The Children’s Investment Fund has urged the Governor of the Bank of England to remove Donald Brydon, the Chairman of London Stock Exchange (LSE) following a dispute between the Fund and LSE after a debatable resignation of the former Chief Executive Xavier Rolet. The Fund is concerned that the LSE is experiencing a corporate governance crisis and a new Chairman is needed. Although Mr Rolet was to stay in his position until 2018, due to the public dispute between the two parties, it was announced that Mr Rolet will be leaving with immediate effect. The LSE has said Donald Brydon will not stand for re-election as it tries to draw line under the row.
Environmental and Carbon Risk
Continued collaborative shareholder engagement with Royal Dutch Shell has borne fruit with Shell pledging to double spending on clean power as well as setting an aspirational goal to cut the net carbon footprint of its products by one-fifth in 2035 and in half by 2050.
A recent Greenpeace investigation revealed that British packaging, supermarket and food and drink trade associations acted against new EU ‘polluter pays’ proposals, which would shift the cost of recycling onto the producers. While the proposals aim to boost recycling and decrease plastic pollution in the ocean, the associations argue that there is no net environmental benefit to implementing such measures. However, companies such as Sky have targeted a reduction in plastic pollution in the last year, as LAPFF heard when Ian Greenwood attended the Company’s 2017 AGM. Therefore, plastics recycling might follow in the steps of climate change action, where companies will be asked to put pressure on industry organisations to conform to the progressive work their corporate members are undertaking.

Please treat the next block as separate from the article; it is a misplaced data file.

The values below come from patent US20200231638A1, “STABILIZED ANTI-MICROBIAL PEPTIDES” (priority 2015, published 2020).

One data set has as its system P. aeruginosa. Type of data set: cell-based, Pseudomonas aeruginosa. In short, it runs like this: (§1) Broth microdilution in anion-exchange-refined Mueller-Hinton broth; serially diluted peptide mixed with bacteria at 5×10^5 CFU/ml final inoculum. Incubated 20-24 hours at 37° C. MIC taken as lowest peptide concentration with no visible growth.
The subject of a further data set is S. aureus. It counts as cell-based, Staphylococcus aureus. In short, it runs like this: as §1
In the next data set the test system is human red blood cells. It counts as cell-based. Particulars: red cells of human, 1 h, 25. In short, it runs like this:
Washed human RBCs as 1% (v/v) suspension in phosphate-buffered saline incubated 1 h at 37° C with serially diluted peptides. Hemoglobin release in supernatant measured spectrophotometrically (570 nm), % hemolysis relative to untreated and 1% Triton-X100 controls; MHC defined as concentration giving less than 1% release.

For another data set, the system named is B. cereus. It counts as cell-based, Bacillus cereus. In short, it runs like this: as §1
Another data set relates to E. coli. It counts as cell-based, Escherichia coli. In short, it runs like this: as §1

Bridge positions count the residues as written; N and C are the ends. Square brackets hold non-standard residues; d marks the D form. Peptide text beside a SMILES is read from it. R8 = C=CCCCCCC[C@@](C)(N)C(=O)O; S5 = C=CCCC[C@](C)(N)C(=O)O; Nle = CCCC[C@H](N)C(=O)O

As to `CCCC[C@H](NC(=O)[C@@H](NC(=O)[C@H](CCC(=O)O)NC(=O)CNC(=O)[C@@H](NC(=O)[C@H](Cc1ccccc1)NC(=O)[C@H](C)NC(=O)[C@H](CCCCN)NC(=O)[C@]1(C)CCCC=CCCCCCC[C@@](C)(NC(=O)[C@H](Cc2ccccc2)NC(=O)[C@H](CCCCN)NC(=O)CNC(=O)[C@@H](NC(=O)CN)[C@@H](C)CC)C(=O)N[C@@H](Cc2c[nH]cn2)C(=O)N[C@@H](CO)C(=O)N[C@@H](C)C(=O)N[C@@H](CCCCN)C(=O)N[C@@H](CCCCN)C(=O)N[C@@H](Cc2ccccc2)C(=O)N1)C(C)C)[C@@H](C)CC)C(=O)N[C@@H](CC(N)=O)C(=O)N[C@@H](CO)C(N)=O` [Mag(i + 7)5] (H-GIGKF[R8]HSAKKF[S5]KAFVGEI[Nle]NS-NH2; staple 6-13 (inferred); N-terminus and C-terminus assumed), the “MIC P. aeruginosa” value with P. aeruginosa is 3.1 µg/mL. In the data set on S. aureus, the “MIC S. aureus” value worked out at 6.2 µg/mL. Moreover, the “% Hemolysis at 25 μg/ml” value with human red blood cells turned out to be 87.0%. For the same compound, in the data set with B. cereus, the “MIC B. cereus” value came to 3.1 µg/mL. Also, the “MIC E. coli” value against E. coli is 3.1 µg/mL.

In a related development, Coca-Cola recently announced new sustainability plans for Western Europe which includes the use of only recyclable or reusable packaging by 2025. HSBC has also claimed that that it will be aligning its strategy with the United Nation’s Sustainable Development Goals and pledged to provide $100bn in sustainable financing by 2025.
As part of the 2017 Autumn Budget, Chancellor Philip Hammond pledged to build a UK economy, that is ‘fit for the future’ by announcing new funding for air quality plans, tax incentives for electric cars, increases in diesel car taxes and new measures to tackle plastic waste through the introduction of a plastics tax. The Autumn Budget also includes a carbon price, however indicators are that it will be at a similar level to today’s, which stands at £24/tonne of CO2. LAPFF regularly discusses carbon pricing with companies and recently published its climate change implementation framework and guidance for member funds, to assist in implementing ‘best practice’ in approaching investment risks and opportunities related to climate change.